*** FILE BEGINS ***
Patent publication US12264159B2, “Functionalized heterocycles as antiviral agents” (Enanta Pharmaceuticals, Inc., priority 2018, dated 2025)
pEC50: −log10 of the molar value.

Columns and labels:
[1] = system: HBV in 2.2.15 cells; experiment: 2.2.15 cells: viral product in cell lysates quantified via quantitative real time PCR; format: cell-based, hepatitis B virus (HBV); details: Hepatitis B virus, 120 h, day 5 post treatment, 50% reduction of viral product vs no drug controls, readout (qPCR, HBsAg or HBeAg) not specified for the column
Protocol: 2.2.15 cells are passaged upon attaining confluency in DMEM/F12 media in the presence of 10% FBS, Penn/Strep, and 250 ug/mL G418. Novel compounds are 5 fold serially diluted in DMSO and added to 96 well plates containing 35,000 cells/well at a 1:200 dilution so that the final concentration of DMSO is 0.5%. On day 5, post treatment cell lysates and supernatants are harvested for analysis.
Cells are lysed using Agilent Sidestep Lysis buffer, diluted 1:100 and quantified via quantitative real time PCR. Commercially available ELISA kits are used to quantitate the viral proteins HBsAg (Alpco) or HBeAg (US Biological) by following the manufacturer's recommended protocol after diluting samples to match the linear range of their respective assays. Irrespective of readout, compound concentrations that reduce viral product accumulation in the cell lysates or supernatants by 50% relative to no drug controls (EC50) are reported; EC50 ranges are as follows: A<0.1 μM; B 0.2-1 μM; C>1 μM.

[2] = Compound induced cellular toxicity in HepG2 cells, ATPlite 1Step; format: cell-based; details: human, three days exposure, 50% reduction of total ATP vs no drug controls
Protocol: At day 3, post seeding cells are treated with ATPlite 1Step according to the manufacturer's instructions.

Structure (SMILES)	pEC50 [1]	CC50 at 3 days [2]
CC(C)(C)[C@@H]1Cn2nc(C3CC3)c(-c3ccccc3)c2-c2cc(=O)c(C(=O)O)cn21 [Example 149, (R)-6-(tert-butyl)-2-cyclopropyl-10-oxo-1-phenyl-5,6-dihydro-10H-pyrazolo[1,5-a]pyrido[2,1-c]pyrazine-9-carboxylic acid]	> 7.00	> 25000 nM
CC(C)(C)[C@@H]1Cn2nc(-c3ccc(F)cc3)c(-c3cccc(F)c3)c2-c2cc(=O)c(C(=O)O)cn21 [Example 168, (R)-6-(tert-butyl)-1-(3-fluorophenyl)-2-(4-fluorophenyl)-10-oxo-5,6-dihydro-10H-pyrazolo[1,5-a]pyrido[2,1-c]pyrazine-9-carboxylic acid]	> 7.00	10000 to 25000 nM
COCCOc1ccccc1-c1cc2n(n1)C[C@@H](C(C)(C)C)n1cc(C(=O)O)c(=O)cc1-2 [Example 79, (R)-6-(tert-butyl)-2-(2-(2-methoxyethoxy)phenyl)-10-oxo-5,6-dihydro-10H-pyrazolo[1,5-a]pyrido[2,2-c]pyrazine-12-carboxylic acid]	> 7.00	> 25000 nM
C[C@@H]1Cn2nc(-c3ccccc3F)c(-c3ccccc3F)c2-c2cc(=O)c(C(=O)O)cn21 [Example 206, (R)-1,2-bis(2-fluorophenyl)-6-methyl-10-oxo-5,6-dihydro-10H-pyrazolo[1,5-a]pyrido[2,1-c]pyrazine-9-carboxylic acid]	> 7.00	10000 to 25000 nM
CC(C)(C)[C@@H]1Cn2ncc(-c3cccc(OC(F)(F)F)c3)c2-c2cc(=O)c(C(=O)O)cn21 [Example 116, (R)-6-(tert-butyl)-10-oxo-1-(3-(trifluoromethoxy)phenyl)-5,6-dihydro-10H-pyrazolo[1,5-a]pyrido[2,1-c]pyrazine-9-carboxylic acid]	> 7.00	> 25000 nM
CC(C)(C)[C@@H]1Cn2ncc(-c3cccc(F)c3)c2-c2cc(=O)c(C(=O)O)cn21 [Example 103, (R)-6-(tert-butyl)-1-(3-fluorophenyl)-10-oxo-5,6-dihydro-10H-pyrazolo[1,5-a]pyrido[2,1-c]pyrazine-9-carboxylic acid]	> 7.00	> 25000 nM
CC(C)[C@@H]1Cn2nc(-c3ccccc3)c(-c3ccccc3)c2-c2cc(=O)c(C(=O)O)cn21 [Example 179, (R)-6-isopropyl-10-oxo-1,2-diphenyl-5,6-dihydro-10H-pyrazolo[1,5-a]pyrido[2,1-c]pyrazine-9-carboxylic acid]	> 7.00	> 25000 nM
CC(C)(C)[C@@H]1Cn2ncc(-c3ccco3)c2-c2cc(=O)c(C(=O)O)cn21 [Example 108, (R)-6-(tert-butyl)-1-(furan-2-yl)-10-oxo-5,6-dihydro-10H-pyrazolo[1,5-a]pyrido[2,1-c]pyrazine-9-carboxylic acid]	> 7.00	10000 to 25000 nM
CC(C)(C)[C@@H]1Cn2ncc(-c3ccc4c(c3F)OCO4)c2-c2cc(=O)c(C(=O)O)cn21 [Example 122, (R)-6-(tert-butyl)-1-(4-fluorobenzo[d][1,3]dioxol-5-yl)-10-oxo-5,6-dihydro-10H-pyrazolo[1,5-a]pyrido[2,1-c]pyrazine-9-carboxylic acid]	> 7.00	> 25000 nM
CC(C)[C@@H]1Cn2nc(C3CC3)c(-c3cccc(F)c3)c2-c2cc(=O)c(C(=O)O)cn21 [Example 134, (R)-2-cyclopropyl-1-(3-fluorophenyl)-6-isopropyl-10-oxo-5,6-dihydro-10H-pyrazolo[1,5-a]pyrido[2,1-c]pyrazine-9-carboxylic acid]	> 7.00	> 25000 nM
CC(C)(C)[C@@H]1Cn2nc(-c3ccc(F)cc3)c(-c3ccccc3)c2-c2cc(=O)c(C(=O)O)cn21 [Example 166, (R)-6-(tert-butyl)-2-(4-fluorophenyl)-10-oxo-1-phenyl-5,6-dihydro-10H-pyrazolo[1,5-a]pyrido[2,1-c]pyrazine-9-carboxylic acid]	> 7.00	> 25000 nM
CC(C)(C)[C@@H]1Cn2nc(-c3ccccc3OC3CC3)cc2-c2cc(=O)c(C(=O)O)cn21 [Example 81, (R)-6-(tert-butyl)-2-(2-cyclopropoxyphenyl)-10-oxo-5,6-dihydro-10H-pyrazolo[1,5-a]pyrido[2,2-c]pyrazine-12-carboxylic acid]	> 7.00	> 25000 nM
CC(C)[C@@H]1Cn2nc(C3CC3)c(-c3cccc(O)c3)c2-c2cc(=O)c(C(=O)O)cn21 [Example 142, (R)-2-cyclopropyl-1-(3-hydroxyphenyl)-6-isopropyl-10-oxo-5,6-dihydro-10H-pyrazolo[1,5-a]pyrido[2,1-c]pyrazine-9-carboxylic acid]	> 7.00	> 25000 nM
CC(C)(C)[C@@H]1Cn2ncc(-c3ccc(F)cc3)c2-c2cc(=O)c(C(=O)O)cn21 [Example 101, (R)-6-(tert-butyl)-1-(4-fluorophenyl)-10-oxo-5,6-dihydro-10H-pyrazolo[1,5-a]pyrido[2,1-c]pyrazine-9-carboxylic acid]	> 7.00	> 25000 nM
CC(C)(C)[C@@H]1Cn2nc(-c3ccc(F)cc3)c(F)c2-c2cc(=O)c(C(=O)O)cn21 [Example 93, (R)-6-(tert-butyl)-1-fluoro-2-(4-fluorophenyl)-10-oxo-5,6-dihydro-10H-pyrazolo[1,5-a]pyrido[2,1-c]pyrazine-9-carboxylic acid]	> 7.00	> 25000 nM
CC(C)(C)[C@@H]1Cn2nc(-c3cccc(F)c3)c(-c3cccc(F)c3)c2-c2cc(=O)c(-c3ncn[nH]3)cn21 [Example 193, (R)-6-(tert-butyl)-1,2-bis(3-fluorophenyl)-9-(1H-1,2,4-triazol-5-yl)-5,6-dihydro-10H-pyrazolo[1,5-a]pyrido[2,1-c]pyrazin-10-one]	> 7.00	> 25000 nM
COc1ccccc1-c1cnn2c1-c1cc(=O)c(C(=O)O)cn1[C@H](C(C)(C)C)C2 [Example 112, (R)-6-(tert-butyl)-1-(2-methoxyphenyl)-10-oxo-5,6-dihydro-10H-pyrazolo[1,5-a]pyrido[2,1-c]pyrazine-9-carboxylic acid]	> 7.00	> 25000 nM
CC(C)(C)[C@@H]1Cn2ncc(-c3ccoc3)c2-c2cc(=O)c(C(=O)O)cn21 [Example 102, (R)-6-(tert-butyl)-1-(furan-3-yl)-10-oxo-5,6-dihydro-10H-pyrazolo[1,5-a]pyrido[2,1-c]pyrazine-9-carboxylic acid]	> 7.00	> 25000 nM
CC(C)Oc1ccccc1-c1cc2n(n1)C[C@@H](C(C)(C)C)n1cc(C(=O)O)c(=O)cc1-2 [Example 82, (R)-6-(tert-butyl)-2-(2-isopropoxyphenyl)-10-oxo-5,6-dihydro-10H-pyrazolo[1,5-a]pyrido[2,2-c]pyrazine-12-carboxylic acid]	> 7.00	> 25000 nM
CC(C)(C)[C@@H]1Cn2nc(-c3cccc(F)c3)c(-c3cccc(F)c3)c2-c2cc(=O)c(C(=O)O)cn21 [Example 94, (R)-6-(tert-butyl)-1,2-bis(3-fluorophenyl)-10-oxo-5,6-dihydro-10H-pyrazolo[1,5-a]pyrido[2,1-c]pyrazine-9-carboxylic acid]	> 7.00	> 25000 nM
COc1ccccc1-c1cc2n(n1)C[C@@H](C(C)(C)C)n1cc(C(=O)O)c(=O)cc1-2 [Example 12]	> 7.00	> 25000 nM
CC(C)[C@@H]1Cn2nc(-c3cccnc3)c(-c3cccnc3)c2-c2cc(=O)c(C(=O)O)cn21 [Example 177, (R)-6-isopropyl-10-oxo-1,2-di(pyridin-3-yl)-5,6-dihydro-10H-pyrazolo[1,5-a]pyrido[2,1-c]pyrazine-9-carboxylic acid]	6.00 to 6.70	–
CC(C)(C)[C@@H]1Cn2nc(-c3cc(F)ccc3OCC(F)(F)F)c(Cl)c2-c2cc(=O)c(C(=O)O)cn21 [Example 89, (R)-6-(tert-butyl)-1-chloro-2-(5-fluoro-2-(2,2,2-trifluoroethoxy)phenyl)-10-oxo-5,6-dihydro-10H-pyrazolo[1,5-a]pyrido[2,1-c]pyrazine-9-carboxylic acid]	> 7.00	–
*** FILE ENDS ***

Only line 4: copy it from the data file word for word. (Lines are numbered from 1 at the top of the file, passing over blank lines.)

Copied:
[1] = system: HBV in 2.2.15 cells; experiment: 2.2.15 cells: viral product in cell lysates quantified via quantitative real time PCR; format: cell-based, hepatitis B virus (HBV); details: Hepatitis B virus, 120 h, day 5 post treatment, 50% reduction of viral product vs no drug controls, readout (qPCR, HBsAg or HBeAg) not specified for the column